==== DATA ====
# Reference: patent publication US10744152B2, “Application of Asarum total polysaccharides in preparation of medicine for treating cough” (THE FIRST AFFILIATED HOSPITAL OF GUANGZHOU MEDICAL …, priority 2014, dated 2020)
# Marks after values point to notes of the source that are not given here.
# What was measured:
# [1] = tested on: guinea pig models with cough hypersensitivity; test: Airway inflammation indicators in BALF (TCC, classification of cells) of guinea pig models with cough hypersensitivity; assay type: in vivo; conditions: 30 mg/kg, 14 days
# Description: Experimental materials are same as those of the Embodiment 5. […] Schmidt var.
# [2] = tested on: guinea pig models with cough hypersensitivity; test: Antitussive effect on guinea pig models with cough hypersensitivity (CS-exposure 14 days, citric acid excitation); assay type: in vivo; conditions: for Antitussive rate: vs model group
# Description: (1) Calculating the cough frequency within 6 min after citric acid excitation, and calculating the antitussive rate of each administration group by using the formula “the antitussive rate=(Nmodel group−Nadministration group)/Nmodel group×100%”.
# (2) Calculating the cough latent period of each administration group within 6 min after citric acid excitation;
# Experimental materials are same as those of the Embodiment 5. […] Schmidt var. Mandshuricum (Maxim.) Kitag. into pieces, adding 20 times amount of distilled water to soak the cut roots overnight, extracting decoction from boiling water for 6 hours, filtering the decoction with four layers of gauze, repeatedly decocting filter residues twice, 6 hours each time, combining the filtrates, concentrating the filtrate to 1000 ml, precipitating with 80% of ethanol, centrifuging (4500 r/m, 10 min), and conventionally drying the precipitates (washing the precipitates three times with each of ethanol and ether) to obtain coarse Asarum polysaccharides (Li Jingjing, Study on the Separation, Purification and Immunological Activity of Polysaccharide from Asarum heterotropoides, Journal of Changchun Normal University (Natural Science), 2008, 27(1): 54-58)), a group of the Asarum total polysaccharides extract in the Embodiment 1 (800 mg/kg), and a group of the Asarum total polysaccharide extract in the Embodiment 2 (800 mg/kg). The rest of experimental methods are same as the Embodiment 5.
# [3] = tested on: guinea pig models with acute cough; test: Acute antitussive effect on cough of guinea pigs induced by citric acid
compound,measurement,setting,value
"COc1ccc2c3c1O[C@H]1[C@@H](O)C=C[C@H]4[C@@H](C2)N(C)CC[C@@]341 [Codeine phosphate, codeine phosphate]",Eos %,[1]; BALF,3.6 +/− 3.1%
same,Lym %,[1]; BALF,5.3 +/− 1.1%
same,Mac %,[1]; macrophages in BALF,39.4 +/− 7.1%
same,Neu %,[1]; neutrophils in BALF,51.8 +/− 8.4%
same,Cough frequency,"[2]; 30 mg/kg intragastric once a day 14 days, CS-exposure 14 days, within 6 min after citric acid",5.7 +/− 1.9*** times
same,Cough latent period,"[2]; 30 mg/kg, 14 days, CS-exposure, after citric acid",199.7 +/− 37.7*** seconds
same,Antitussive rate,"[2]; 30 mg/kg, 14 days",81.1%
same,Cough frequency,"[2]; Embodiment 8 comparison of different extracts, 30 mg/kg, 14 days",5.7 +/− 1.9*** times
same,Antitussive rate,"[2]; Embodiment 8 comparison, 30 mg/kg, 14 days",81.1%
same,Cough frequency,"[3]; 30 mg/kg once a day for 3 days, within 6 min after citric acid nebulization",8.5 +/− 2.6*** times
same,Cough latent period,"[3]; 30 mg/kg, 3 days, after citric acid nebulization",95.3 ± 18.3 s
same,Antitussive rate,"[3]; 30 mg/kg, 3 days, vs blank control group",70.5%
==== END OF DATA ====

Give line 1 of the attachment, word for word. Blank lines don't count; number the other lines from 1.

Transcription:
# Reference: patent publication US10744152B2, “Application of Asarum total polysaccharides in preparation of medicine for treating cough” (THE FIRST AFFILIATED HOSPITAL OF GUANGZHOU MEDICAL …, priority 2014, dated 2020)